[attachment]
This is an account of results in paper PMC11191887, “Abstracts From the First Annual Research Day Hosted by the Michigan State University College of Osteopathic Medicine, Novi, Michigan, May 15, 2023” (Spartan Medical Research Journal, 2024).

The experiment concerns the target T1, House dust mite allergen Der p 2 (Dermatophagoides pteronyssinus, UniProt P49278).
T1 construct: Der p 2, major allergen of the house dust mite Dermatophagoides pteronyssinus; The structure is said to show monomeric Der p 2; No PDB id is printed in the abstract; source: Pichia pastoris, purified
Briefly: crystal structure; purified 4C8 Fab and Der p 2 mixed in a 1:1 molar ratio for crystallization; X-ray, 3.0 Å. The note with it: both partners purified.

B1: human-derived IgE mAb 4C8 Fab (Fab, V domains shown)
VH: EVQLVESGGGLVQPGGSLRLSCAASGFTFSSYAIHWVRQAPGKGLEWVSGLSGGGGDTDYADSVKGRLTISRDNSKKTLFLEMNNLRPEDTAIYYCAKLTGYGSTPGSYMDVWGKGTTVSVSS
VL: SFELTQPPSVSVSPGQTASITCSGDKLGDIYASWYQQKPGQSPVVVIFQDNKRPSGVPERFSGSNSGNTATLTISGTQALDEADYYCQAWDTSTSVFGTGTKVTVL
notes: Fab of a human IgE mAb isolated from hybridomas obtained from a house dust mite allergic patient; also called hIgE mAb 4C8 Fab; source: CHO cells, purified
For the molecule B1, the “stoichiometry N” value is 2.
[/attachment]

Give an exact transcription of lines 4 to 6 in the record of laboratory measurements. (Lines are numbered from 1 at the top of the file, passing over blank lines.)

Briefly: crystal structure; purified 4C8 Fab and Der p 2 mixed in a 1:1 molar ratio for crystallization; X-ray, 3.0 Å. The note with it: both partners purified.

B1: human-derived IgE mAb 4C8 Fab (Fab, V domains shown)
VH: EVQLVESGGGLVQPGGSLRLSCAASGFTFSSYAIHWVRQAPGKGLEWVSGLSGGGGDTDYADSVKGRLTISRDNSKKTLFLEMNNLRPEDTAIYYCAKLTGYGSTPGSYMDVWGKGTTVSVSS